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Monday, May 4, 2009

Cinco de Mayo facts

I’m sorry but tomorrow the 5th of May is not Mexican Independence Day as it seems to appear. Mexico declared its independence from mother Spain on midnight, the 15th of September, 1810. And it took 11 years before the first Spanish soldiers were told and forced to leave Mexico.

So why is Cinco de Mayo a Mexican celebration? And why should we gringos (Americans) savor this day as well?

For the natives it is celebrated because on the morning of May 5,1862 near Puebla Mexico a force of 4000 Mexican soldiers smashed and defeated a combined the French and traitorous Mexican army of 8,000. This defeat sounded the end of French intervention in Mexico.

A little known historical fact is that about 5 months prior to this battle the French had landed in Mexico (along with Spanish and English troops) on the pretext of collecting Mexican debts from the newly elected government of democratic President (and Indian) Benito Juarez. The English and Spanish quickly made deals and left. The French, however, had different ideas.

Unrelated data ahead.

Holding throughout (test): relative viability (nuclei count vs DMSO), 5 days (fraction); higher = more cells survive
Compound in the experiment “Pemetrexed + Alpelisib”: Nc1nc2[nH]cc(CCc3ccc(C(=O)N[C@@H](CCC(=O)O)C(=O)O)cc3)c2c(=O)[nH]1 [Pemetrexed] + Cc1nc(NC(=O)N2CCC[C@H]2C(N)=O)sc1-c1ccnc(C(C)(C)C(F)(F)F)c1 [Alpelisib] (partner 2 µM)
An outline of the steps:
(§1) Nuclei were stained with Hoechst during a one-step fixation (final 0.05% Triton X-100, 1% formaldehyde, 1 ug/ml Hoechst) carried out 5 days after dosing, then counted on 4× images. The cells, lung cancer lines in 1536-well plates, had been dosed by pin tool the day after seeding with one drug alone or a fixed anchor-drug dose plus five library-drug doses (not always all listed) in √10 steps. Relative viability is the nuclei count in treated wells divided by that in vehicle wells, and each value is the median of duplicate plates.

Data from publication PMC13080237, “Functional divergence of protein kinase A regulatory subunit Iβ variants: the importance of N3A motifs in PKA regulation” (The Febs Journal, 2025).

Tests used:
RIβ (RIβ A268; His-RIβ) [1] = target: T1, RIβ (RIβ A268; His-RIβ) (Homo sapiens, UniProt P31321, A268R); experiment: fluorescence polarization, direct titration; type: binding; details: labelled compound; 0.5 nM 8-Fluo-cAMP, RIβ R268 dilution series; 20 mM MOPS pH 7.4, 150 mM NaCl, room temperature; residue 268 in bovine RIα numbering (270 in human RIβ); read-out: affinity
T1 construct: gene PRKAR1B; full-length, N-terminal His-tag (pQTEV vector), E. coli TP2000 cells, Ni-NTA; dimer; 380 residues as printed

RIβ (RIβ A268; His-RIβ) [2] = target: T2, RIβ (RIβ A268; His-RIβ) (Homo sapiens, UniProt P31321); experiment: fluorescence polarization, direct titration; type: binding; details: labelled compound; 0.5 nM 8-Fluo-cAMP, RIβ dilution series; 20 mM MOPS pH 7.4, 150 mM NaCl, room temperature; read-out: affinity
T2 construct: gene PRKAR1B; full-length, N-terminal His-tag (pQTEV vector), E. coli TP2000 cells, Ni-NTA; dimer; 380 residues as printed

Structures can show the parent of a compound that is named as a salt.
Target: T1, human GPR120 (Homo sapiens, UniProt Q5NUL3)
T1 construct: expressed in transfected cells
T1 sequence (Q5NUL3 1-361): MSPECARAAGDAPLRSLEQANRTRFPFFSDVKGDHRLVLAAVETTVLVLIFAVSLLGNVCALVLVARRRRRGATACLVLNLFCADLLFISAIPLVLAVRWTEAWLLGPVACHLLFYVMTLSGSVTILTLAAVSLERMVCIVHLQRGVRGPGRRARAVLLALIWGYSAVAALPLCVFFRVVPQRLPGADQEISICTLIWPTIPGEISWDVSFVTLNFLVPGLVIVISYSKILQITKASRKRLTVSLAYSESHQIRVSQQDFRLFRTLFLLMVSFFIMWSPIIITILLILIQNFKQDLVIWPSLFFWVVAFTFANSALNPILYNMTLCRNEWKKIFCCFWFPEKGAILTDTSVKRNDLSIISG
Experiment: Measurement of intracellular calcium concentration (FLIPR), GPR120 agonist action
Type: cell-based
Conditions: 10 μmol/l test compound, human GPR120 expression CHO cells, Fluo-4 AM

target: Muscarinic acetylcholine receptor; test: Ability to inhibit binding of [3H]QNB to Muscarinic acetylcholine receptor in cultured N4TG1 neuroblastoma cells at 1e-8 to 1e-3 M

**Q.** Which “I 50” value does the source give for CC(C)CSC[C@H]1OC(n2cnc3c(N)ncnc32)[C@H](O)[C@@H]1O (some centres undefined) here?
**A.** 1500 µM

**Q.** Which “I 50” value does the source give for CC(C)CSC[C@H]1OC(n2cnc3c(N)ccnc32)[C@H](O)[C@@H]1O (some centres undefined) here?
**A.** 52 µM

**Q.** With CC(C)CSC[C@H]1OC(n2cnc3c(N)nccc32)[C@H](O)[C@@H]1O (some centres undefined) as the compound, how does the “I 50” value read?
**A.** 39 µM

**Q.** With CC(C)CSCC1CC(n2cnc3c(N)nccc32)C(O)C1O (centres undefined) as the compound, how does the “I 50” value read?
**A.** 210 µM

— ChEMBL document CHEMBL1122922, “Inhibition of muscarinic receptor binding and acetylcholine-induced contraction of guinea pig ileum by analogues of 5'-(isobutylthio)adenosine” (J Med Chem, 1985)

Under Emperor Napoleon III, who detested the United States, the French came to stay. They brought Maximilian a Hapsburg prince with them to rule their new Mexican Empire. Napoleon's French Army had not been defeated in 50 years and it invaded Mexico with the finest modern equipment and with a newly reconstituted Foreign Legion. The French were not afraid of anyone, especially since the United States was embroiled in its own Civil War.

The French Army left the port of Vera Cruz was on the march to attack Mexico City when it was ambushed and routed at Puebla.

Many historians also feel that this defeat of a European power in the New World kept foreign nations from allying with the Confederacy. The American Civil War was moving into its second year and this moment it appeared that the Confederate States of America (CSA) were winning the struggle. Theories have been presented that European intervention on the behalf the CSA would have greatly changed the eventual outcome of our American conflict.

This is a day that celebrates freedom and liberty, two ideals that both nations-Mexico and the USA honor and respect. Therefore as a supporter of these principles and as a friend of old Mexico I’ll hoist a “cerveza fría” or two on Cinco de Mayo .

Modern Mexico is a wonderful mixture of people, native and foreign, their past and present all melted together. . It offers wonderful treasures of the native populations, the architecture of its colonial and vibrant modern beach resorts.


It is both a value and great place to visit. Once the current health concerns are cleared up i'm sure that there will be some excellent travel incentives to Mexico.

Viva la Mexico! Viva la Mexico!